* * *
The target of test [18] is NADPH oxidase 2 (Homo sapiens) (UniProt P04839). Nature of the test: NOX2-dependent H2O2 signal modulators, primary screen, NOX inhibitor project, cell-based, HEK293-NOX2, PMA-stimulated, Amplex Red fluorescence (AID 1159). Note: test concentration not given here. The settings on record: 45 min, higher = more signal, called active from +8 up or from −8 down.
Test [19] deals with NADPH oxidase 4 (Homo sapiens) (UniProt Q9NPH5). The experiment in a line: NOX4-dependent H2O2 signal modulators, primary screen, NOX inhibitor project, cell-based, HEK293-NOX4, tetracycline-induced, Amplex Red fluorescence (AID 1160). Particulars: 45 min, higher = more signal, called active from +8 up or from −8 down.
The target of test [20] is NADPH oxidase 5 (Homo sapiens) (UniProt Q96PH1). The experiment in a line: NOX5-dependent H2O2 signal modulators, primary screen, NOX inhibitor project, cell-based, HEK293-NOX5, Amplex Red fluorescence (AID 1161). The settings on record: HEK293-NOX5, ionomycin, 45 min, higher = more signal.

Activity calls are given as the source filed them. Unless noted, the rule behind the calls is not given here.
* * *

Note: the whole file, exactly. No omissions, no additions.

The target of test [18] is NADPH oxidase 2 (Homo sapiens) (UniProt P04839). Nature of the test: NOX2-dependent H2O2 signal modulators, primary screen, NOX inhibitor project, cell-based, HEK293-NOX2, PMA-stimulated, Amplex Red fluorescence (AID 1159). Note: test concentration not given here. The settings on record: 45 min, higher = more signal, called active from +8 up or from −8 down.
Test [19] deals with NADPH oxidase 4 (Homo sapiens) (UniProt Q9NPH5). The experiment in a line: NOX4-dependent H2O2 signal modulators, primary screen, NOX inhibitor project, cell-based, HEK293-NOX4, tetracycline-induced, Amplex Red fluorescence (AID 1160). Particulars: 45 min, higher = more signal, called active from +8 up or from −8 down.
The target of test [20] is NADPH oxidase 5 (Homo sapiens) (UniProt Q96PH1). The experiment in a line: NOX5-dependent H2O2 signal modulators, primary screen, NOX inhibitor project, cell-based, HEK293-NOX5, Amplex Red fluorescence (AID 1161). The settings on record: HEK293-NOX5, ionomycin, 45 min, higher = more signal.

Activity calls are given as the source filed them. Unless noted, the rule behind the calls is not given here.